Jane Wald is Executive Director of the Emily Dickinson Museum. Before beginning her tenure at the Dickinson sites in 2001, she worked at Old Sturbridge Village in Sturbridge, Massachusetts. She has been responsible for several major restoration and documentation studies at the Museum and is the author of “’Pretty much all real life’: The Material World of the Dickinson Family,” in the Blackwell Companion to Emily Dickinson (2008). Wald was a faculty member in 2009, 2011, and 2014. In 2017 she will offer “What Happened to Emily Dickinson’s Stuff?” on Monday, and will co-lead three sessions of Tuesday object workshops.

Marta Werner is a professor of English at D’Youville College in Buffalo, New York, where she teaches American literature, poetry and poetics, critical theory, and writing. She is the author/editor of Emily Dickinson’s Open Folios: Scenes of Reading, Surfaces of Writing (1995), Radical Scatters: An Electronic Archive of Emily Dickinson’s Late Fragments and Related Texts, 1870-1886 (1999). Werner is co-editor of “The Gorgeous Nothings: Emily Dickinson's Envelope-Poems” (Granary Books 2012/ New Directions 2013). She has been awarded the Fredson Bowers Memorial Prize and the Jo Ann Boydston Prize for her work as a textual scholar. In 2017 Werner will lead poetry workshops in the Amherst College special collections and archive, and will deliver her lecture, “The Weather (of) Documents” on the Tuesday of each workshop week.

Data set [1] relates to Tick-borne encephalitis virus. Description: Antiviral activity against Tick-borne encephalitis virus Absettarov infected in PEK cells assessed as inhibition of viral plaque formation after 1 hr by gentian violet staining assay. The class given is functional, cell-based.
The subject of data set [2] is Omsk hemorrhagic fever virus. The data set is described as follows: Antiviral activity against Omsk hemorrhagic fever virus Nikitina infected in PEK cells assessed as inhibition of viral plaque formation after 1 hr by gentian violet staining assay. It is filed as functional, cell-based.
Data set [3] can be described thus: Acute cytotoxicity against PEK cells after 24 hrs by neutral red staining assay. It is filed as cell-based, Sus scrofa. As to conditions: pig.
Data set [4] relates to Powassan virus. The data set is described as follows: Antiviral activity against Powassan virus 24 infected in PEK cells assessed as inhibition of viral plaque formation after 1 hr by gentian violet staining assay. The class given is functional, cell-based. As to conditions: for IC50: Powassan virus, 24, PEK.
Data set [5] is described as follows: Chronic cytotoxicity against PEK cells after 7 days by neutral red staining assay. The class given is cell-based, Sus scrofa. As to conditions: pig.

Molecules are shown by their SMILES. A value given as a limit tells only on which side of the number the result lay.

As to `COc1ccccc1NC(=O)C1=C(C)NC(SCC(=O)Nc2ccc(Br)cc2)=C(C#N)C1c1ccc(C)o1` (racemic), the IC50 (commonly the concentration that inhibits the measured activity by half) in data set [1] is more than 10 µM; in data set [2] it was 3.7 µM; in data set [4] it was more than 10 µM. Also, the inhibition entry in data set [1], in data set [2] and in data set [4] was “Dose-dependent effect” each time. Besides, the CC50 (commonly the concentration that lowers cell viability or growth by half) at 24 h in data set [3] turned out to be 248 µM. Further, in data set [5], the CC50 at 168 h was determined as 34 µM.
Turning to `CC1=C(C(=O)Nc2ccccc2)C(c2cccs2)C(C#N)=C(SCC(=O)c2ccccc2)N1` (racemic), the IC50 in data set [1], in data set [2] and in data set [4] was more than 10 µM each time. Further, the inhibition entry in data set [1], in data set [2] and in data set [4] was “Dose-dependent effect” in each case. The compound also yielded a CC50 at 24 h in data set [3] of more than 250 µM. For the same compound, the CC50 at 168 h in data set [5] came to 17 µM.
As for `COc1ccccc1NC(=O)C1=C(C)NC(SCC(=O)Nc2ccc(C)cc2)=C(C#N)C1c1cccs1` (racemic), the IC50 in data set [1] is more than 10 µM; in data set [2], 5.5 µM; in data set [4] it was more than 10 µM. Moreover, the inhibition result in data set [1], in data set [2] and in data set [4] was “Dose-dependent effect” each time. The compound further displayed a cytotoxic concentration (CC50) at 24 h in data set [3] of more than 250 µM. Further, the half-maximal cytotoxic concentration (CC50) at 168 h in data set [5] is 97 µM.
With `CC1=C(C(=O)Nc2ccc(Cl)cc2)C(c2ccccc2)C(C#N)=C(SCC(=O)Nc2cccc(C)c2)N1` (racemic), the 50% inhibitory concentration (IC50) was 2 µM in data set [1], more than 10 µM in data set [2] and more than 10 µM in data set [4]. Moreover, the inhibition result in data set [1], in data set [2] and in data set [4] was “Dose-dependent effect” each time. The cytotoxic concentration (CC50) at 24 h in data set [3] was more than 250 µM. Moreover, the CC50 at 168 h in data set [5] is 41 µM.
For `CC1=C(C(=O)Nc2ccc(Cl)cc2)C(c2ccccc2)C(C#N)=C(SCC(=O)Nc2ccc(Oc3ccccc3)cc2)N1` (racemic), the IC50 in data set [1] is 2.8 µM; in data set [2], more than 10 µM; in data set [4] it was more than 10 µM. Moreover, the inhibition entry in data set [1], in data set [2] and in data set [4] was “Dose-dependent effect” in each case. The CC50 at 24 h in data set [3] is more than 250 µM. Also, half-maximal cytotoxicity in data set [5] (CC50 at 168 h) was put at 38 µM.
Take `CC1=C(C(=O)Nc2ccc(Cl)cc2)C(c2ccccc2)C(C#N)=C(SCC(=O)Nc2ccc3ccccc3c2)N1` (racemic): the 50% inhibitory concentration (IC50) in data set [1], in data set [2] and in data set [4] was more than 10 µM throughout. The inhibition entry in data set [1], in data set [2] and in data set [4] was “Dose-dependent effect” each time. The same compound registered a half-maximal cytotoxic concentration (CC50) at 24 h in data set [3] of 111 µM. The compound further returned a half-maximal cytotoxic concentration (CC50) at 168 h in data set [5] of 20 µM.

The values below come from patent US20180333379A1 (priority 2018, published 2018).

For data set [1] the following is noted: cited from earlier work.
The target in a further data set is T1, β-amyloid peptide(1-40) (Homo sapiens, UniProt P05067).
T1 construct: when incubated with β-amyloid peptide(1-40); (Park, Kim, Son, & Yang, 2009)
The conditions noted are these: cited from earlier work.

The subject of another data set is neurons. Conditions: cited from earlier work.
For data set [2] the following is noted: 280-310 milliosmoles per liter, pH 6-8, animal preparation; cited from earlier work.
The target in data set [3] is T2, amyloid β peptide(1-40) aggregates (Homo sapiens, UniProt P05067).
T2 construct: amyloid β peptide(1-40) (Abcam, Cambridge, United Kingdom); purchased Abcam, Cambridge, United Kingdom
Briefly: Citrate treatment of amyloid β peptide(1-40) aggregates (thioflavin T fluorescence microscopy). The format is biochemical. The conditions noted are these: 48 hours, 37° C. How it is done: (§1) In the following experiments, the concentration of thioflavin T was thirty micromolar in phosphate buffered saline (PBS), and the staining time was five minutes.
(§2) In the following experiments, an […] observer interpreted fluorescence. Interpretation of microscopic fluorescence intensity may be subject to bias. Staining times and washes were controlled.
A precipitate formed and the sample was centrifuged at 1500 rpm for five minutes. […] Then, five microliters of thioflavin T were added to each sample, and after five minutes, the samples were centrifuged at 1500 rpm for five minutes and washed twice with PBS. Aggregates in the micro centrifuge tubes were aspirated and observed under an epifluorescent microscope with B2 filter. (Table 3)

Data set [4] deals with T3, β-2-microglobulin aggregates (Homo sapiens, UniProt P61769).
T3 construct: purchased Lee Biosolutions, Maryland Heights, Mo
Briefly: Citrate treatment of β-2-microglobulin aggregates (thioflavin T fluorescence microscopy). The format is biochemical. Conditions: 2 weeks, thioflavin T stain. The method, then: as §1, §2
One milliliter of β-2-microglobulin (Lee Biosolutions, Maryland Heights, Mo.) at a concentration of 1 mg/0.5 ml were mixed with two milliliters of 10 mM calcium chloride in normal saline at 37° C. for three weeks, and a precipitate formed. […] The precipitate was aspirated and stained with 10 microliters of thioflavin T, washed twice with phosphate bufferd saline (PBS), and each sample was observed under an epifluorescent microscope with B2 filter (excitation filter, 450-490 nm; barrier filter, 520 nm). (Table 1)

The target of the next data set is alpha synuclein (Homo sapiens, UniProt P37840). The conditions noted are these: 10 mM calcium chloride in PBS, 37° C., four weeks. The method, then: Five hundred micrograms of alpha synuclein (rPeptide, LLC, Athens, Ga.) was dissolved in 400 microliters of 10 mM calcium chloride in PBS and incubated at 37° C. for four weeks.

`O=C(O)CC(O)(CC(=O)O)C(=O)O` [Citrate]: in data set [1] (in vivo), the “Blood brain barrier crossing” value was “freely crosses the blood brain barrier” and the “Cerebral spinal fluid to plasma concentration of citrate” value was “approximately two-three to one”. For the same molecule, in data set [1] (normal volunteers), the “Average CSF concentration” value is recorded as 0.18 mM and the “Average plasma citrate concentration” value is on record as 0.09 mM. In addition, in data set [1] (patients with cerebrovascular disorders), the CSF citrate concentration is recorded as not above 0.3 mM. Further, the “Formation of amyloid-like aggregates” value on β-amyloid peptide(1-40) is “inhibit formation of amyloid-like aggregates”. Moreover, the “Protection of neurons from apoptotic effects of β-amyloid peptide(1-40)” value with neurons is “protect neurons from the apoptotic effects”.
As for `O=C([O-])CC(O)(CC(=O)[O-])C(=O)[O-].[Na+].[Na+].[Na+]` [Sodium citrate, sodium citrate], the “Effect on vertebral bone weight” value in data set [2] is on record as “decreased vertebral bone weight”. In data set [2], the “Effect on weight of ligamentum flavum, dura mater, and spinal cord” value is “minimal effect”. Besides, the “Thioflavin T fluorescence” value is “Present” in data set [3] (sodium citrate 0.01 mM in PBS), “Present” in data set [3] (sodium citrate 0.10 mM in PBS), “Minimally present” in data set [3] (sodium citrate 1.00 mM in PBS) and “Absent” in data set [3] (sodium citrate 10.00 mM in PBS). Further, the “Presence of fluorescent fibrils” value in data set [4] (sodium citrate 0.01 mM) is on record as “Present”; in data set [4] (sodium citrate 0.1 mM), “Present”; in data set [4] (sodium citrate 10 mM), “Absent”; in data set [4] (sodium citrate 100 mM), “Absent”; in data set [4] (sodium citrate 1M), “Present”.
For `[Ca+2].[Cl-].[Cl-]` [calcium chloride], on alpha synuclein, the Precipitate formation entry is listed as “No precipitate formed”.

Nan Wolverton is director of the Center for Historic American Visual Culture at the American Antiquarian Society in Worcester, Massachusetts; director of Historic Northampton; and a lecturer at Smith College. From 1996 to 2003 she was Curator of Decorative Arts at Old Sturbridge Village.  In 2007 she completed a furnishing plan for the Emily Dickinson Museum.  Her book, American Historical Prints: An Anthology of Visual Culture, is forthcoming from UNC Press. As in 2009, 2011, and 2014 with Jane Wald, she will co-lead three sessions of the Tuesday object study workshops.

Curriculum Group Leaders

 Monica Bhowmik joins the mentor teacher team in 2017 working with elementary school educators and librarians. Bhowmik has been a second and fourth grade classroom teacher at Fort River Elementary School in Amherst, Massachusetts since 2008. During her time as a second grade curriculum leader, Bhowmik co-lead a workshop on developing second grade poetry units. In addition to planning visits to the Emily Dickinson House for Amherst elementary school students, she also planned and taught a unit on Amherst Community which involved a study of Emily Dickinson.